Closing Session: “What We Do and Why We Do It.” Jack Geiger’s words and how we will carry them forward

Our original plan was to have a skype presentation by Jack Geiger, but he’s unable to be present today as he is home resting. We want to honor him today.


I think about his words all the time. Jack Geiger is a Professor Emeritus at City University of New York, he is a founding member of Physicians for Human Rights and Physicians for Social Responsibility, as well as the Medical Committee for Human Rights during the Civil Rights Movement. He devoted his career to addressing issues of health, poverty, and human rights, and his work led to the development of the network of more than 1200 Community Health Centers throughout the country that provide safety net services to 22 million low income and minority patients. He was one of our past keynote speakers at a General Assembly. The title was ‘Who We Are and Why We Do What We Do.’ I go back and read this speech maybe once per year. His words continue to remind me to stay on the path. Before he was a doctor, he was a journalist, so you can see why his words hold power. At the beginning of the GA I spoke about the Flint tragedy, and he’s one of the only doctors that called this out for what it was. He’s the embodiment of liberation medicine.


We want to share some of his words with you all today:


“I took a look around and realized that I didn't need to go to Africa or Latin America or Southeast Asia. We had all the health disparities here.” (2)


“The last time I looked at my textbooks, the most specific therapy for malnutrition was food.” (2)


“When we say that the poor have a mortality rate that is multiple times the rate of the rich, when we say poor children die in our country and in the developing world at rates far higher than those of the better off, we are saying that we permit a condition which in effect says they are less worthy of life. We are sending this message because we let it happen, because we have social policies that almost assure that it will happen, and we let it happen stubbornly and continually.”


“We do not lack for data, both on mass killings and the daily tolls of individual assaults and murders with guns…Our FIRST priority at this point, I would argue, should be the political process...These reflect both the cultural/gender/racial issues listed above--but most of all they reflect the fear of politicians at these multiple levels of being attacked by hugely-funded campaigns (and cut-off of contributions) by the NRA and its subsidiaries…This effort should not just be focused on the string of mass murders (though they should of course be cited); terrible as they are, they are dwarfed by the cumulative daily tolls of individual or small-group gun violence…Too little in this discussion has been emphasizing race (other than white privilege); we all know the ugly disproportionate rates of homicide among African Americans as victims.” (7)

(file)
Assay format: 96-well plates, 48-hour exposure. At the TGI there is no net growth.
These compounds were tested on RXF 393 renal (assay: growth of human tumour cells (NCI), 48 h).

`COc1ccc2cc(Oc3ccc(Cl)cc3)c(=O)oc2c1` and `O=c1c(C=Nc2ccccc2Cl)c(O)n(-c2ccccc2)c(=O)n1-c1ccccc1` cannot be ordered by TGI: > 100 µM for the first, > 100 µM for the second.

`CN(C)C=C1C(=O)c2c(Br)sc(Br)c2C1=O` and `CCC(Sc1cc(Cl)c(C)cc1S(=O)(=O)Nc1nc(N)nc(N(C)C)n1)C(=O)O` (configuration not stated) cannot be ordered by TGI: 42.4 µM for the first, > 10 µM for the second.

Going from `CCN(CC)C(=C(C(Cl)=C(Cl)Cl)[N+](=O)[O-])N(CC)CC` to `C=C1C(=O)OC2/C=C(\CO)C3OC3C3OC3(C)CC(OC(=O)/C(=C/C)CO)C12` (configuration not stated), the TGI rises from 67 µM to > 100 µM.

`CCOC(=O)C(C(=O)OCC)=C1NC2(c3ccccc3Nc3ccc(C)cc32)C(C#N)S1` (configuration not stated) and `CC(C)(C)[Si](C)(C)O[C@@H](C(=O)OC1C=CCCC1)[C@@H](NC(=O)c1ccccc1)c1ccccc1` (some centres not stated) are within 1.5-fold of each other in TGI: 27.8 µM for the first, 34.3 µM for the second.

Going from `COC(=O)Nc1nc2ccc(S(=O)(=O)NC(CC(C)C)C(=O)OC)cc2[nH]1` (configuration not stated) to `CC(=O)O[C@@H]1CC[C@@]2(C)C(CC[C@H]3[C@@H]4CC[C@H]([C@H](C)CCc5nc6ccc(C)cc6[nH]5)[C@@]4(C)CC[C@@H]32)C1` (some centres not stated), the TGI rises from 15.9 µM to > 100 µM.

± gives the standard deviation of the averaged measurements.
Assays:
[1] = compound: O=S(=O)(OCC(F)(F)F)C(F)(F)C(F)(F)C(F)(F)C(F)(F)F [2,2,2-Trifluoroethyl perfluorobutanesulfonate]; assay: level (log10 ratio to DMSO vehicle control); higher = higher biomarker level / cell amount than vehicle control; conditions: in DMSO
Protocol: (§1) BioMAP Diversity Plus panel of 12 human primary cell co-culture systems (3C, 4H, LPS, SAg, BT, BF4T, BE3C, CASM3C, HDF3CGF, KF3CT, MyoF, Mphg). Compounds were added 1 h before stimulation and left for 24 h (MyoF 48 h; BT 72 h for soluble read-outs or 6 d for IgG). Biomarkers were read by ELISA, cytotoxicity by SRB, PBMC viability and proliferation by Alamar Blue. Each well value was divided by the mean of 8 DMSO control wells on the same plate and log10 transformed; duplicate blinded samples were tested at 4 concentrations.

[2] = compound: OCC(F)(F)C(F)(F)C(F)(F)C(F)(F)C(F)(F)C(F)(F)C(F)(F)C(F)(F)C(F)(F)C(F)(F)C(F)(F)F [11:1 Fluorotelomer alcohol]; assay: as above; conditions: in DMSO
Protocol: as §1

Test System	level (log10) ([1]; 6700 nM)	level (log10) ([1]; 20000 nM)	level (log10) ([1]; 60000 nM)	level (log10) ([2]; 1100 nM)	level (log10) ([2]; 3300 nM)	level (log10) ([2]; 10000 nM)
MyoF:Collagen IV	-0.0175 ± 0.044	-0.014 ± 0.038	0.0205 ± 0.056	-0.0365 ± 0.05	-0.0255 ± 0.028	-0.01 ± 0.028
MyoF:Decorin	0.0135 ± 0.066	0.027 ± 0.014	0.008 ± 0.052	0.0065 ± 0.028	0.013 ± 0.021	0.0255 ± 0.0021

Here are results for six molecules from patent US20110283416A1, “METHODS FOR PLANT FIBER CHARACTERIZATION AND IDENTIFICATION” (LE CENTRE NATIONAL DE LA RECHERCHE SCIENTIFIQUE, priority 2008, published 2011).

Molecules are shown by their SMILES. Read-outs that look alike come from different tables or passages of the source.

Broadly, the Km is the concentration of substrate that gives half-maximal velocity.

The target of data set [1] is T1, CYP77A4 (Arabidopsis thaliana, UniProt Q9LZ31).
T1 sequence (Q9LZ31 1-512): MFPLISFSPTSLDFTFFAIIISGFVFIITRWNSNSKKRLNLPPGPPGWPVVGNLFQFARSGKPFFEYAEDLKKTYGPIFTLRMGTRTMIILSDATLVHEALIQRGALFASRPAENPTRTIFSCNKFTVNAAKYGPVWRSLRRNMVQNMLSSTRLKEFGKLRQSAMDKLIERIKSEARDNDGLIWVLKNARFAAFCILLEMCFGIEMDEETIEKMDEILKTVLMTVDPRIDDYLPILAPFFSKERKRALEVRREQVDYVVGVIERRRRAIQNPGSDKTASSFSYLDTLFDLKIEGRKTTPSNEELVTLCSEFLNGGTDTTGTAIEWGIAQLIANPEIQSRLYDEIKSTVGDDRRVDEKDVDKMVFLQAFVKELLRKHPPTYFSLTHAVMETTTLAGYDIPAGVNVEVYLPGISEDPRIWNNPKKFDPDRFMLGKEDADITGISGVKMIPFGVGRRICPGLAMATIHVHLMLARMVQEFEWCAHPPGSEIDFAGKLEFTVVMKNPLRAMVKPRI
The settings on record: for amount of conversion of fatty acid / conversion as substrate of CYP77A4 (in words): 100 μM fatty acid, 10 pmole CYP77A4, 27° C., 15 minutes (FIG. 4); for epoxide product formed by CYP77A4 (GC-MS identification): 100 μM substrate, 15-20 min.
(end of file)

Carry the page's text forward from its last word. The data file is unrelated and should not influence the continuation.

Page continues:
“And that is what we do: make a road out. We work with people to build a road out of their circumstances, out of the inequity, out of the poverty.” (3)


“That is what we are about. Like all healers we strive to heal. Like most healers, we refuse to bow down to pestilence. But we have an understanding of pestilence that it is not merely biological. It is also social, political and economic. This is the pestilence we fight along with the pestilence of biological agents and natural disease.” (3)


“There are two important lessons to be gained…that communities of the poor, all too often described only in terms of pathology, are in fact rich in potential and amply supplied with bright and creative people…[and] that health services, which have sanction from the larger society and salience to the communities they serve, have the capacity to attack the root causes of ill health through community development and the social change it engenders…” (6)


We want to thank our interpreters and organizers!!! And we thank all of you have traveled from near and far to be here with us.


The keynotes this year have given us some very important ‘retos’ or challenges moving forward. These will help guide our organization. Please consider becoming a member of DGH, and work in your own communities toward health and social justice. We will send out an email connecting every one from this assembly, please let us know if you would NOT like to be included. Please follow us on facebook and twitter, and join us next year in Atlanta, Georgia, August 4-6th for the 22nd Doctors for Global Health General Assembly! (5)


In closing:


‘Never be silent in the face of injustice. Never be silent in the face of human rights violations. Never be silent in the face of racism, or injustice in health care. I welcome you to the company of all those who refuse to bow down to pestilence and strive their utmost to be healers. This is the work we have ahead of us for the rest of our lives.’










Posted under